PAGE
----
But since that point, his stock has fallen as if he was boxing's version of AOL-Time Warner. All the goodwill he had built up in unifying the middleweight division and raising his profile as one the sports true renegades and mavericks has been destroyed with his actions outside the ring. He would slander his former advisor Lou DiBella- who was instrumental in guiding Hopkins into Don King's middleweight tourney- and get sued for over $610,000 by DiBella. Then he would part ways with his long time trainer Bouie Fisher, which would bring about a breach of contract lawsuit against him from Fisher. And then there were multi-fight contracts with HBO and Showtime that he turned down, resulting in him fighting only once in 2002. A relatively meaningless defense against Carl Daniels. His descent has been as stunning as his ascension.
" I think the general feeling is that Bernard's squandered it or blew it after his great victory over Trinidad and the recognition as one of the great middleweights," reflected Merchant, on Hopkins' career direction." In stepping back, I think to myself, the kind of anger and rage that drove Bernard Hopkins to be as good as he can be, to fight the powers that be, to triumph over everybody, it's something that has to come so deep from within someone. That just because you finally showed that you were right, just because you have finally reached the top of the mountain, you can't just throw it away.
" And the appearance certainly is that, that same anger and rage has undermined his ability to fully capitlize on what he did and to maybe even enjoy it."
It should be an interesting night, but just another day at the office for Merchant.
"After careful consideration the World Boxing Organization has denied Team Tua's petition to be considered available to fight WBO Heavyweight Champion Corrie Sanders, while at the same time taking part in an IBF sanctioned elimination bout to choose the mandatory challenger for International Boxing Federation titlist and former WBO Champion Chris Byrd.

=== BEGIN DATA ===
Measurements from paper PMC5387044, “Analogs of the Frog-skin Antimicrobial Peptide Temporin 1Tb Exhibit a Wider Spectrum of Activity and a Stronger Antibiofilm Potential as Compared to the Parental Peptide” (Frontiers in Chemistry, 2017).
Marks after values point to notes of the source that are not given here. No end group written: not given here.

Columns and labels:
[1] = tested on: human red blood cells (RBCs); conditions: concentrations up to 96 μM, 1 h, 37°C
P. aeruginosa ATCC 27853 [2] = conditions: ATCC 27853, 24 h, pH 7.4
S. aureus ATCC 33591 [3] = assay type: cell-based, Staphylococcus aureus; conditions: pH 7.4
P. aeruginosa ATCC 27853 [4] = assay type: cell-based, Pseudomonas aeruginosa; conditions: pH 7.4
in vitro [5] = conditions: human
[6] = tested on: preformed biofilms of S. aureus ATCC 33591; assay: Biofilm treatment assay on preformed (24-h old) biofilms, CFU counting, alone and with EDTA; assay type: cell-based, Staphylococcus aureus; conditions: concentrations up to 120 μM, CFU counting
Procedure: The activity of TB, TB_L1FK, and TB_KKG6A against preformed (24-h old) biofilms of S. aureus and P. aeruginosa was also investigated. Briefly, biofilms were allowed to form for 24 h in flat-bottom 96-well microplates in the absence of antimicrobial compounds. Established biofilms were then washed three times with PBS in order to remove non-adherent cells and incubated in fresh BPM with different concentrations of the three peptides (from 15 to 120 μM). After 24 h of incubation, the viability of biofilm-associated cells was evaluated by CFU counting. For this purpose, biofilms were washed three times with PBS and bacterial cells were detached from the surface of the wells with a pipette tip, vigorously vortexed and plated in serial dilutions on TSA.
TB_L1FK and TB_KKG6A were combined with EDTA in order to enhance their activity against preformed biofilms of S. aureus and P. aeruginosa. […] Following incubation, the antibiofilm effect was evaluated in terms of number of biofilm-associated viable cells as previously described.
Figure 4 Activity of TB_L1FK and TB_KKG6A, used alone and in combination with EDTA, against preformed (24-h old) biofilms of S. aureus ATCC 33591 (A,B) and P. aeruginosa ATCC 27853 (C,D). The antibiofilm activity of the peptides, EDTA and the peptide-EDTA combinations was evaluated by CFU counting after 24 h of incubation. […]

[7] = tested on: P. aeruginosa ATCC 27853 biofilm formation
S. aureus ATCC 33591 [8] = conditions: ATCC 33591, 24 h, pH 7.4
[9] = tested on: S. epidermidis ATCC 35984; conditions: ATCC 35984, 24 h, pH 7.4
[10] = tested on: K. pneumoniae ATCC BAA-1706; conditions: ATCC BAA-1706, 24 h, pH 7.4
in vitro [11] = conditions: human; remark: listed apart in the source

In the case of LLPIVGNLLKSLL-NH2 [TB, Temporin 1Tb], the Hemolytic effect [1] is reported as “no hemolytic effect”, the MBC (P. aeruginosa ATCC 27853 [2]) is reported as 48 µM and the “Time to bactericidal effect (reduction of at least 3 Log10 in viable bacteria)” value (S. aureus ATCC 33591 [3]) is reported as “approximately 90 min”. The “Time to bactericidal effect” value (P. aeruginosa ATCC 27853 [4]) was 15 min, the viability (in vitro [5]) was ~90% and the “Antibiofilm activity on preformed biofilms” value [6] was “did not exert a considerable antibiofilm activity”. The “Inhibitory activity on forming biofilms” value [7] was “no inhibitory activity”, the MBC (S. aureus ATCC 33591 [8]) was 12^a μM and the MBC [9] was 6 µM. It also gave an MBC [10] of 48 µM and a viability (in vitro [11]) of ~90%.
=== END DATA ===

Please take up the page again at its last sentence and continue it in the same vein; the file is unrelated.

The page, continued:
According to the WBO Regulations of World Championship Contests, newly crowned Heavyweight Champion Corrie Sanders must defend his title against the best available contender no later than 120 days from the date he won the Championship. Therefore, the bout must take place no later than July 4, 2003. This is due to the fact that Sanders was not the mandatory challenger when he dethroned then Champion Wladimir Klitschko on March 8, 2003 in Hamburg Germany. Klitschko had fulfilled his mandatory obligation when he defeated number one ranked heavyweight Jameel Ben McCline on December 7, 2002.
David Tua was number one in the WBO Monthly Rankings at the time of Sander's victory over Klitschko. He was unavailable to fight for the WBO Heavyweight Title, however, because he was already contracted to face Hasim Rahman in an International Boxing Federation sanctioned elimination bout to be held on March 29, 2003. The winner would then meet IBF Champion Chris Byrd.
The World Boxing Organization cannot freeze its proceedings pending the outcome of the Tua vs. Rahman bout. If Tua wins, and decides to face WBO Champion Sanders, it would take him considerable time to rest and recover from his bout with Rahman and then prepare to face Sanders, thus not complying with the July 4 deadline set by the WBO Rules. If Rahman wins, Tua would lose his position in the rankings and with it the opportunity to face Sanders. It was therefore decided that number two ranked Lamon Brewster was the best available contender to face Sanders in the required time. After contacting all parties involved, a purse bid was announced, as requested by representatives of Champion Corrie Sander and challenger Lamon Brewster. The bid will take place March 28, 2003 at The Crown Plaza Hotel in Hamburg Germany.